Financing improvements to North America’s water network is a gargantuan task—one that has ascended the public sector’s ability to handle alone. The recent public health crisis in Flint, Mich, has cast a bright spotlight on water quality issues and increased public scrutiny on how North America’s aging water infrastructure is operated and maintained.

While Canadian water infrastructure, on the whole, appears to be in better condition than that of the U.S., in part due to the changes following the Walkerton E.coli outbreak in 2000. Nonetheless, medium-term risks from both deteriorating infrastructure and population growth may strain the existing water infrastructure and trigger costly upgrades. As such, the water sector appears primed for a financing shakeup.

S&P Global Ratings observed that the alternative approach of public-private partnership (P3) bundling model may introduce new flows of capital to the water industry. In Canada, the P3 model has been applied to 250 infrastructure projects to date, worth over US$122 billion—leading to an estimated US$27 billion total municipal savings. In addition, bundling has also been more widely applied to infrastructure projects, such as schools in Alberta and Saskatchewan, Ont. Provincial police facilities, ONroute service stations along Ontario’s highways, and the North Commuter Bridge and Parkway project (also in Saskatchewan).

So, what advantages could water authorities experience by employing these alternative financing models? We’ve observed that scale is an important factor in achieving cost-efficient financing of construction and/or operations because the infrastructure is so capital-intensive by nature. P3 bundling is becoming an attractive option for governments to bring private capital and the benefits of the P3 model to smaller assets. With bundling, we have observed entities combining individual smaller projects to an aggregate level that has attracted private capital and the expertise needed to manage such projects.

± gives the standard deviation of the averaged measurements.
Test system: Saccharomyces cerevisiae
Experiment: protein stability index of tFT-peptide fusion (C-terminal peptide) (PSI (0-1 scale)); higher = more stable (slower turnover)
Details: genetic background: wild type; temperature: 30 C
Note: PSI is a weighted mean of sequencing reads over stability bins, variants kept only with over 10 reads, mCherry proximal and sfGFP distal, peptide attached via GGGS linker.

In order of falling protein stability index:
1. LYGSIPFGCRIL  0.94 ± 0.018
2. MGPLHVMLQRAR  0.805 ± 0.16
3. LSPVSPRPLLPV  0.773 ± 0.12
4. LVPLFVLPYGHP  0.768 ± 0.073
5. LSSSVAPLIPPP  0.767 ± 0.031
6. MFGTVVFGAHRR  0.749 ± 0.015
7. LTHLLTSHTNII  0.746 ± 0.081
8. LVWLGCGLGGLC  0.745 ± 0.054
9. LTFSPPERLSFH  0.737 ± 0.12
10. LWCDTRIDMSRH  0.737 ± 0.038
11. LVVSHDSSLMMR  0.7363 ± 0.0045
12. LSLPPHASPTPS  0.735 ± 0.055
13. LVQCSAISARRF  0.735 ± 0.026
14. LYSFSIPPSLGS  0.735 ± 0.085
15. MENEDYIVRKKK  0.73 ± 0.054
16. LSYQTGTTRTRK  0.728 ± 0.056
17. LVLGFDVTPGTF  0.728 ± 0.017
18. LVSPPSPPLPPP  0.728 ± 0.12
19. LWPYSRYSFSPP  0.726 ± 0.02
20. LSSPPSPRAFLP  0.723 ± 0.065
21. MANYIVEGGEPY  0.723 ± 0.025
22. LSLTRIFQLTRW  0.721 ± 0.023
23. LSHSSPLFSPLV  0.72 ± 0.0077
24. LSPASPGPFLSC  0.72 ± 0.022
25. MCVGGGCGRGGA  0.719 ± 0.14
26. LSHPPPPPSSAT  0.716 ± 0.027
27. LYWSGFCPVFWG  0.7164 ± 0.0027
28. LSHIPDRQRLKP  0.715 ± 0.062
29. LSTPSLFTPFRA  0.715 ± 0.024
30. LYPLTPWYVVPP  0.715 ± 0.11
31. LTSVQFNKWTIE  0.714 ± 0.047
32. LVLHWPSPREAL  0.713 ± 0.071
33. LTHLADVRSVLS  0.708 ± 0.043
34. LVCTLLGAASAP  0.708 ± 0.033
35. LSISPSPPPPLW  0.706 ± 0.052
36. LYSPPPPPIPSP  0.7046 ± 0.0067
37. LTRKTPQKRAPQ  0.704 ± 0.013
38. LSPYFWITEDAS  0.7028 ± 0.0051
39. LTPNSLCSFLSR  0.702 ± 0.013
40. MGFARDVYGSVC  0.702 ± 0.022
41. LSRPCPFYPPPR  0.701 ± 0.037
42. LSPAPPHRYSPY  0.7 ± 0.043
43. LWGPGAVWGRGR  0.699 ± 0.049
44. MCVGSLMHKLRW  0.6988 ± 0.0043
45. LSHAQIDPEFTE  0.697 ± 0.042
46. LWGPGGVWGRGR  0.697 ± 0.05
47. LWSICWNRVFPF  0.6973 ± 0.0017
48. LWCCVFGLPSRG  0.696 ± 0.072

Regina3 (1)
Photo: the completed Regina Wastewater Treatment Plant Upgrade Project in Saskatchewan—a
project successfully completed through a public-private partnership (P3). Credit: EPCOR.

New challenges to overcome
Of course, alternative financing methods should not be considered the silver bullet. For local municipalities, complications around governance remain a key area of contention. Among the challenges for bundling, for instance, is overcoming objections from counterparties who, by entering a consortium of contractors and municipalities, may be uncomfortable with absorbing new risks from other participating entities.

And then, more generally, there are ratepayers’ misconceptions around the true costs of water supply and the supporting infrastructure. When it comes to servicing the costs of upgrades, overcoming rate sensitivity may continue to be problematic, especially with greater private sector involvement.

That said, we’ve observed that alternative financing has gained considerable momentum in other infrastructure sectors. With this in mind, a financing shakeup could likely welcome new capital flows to the much-in-need water sector.

Trevor D'Olier-LeesTrevor D’Olier-Lees is a senior director of Global Infrastructure Ratings at S&P Global Ratings.


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